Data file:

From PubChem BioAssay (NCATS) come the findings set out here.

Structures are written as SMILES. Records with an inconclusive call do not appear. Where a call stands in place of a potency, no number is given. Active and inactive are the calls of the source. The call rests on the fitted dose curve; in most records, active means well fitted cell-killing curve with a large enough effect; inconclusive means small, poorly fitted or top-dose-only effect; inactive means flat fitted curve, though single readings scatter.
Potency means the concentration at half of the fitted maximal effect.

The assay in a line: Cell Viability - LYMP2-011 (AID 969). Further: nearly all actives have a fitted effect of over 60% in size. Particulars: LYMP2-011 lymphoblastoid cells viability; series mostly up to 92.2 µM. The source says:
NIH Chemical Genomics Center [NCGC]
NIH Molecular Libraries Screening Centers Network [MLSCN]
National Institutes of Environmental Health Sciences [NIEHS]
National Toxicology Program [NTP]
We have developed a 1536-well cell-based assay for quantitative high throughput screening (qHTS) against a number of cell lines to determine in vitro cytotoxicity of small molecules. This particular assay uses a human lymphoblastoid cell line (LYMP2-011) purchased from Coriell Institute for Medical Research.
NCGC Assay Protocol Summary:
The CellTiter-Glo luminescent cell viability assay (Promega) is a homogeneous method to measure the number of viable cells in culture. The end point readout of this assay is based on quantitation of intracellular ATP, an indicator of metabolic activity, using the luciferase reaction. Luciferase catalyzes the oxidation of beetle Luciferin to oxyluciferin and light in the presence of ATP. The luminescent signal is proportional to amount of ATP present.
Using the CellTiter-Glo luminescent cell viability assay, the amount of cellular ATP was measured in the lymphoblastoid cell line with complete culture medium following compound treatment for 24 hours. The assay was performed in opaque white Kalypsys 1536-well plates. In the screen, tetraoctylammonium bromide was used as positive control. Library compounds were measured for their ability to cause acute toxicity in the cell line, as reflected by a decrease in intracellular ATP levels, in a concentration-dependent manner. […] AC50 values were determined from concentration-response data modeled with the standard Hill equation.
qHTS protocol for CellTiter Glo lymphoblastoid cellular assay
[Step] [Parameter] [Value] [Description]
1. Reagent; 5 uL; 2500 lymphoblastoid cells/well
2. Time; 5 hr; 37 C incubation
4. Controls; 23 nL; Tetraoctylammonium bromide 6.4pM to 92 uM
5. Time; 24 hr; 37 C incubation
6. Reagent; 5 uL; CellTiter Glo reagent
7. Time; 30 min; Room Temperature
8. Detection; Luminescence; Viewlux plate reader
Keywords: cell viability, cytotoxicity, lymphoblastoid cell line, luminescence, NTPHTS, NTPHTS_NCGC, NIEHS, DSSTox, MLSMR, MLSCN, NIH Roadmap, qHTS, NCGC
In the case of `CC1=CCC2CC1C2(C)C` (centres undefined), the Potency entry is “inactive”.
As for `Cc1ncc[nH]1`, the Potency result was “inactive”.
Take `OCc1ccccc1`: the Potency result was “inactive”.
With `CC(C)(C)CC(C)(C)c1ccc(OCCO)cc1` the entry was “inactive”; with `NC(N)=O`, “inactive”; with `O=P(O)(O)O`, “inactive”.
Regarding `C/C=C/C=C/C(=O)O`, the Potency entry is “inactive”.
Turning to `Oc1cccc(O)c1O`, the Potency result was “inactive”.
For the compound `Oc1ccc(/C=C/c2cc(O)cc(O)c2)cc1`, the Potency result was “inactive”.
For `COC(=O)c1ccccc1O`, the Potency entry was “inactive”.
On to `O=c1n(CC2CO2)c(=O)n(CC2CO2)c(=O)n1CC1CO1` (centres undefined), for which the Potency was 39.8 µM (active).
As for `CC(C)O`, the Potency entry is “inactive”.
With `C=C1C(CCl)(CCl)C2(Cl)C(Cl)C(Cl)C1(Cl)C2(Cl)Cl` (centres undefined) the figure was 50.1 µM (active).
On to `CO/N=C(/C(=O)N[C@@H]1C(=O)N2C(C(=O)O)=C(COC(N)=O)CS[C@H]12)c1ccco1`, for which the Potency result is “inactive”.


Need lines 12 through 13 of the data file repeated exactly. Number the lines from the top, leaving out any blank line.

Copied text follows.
Using the CellTiter-Glo luminescent cell viability assay, the amount of cellular ATP was measured in the lymphoblastoid cell line with complete culture medium following compound treatment for 24 hours. The assay was performed in opaque white Kalypsys 1536-well plates. In the screen, tetraoctylammonium bromide was used as positive control. Library compounds were measured for their ability to cause acute toxicity in the cell line, as reflected by a decrease in intracellular ATP levels, in a concentration-dependent manner. […] AC50 values were determined from concentration-response data modeled with the standard Hill equation.
qHTS protocol for CellTiter Glo lymphoblastoid cellular assay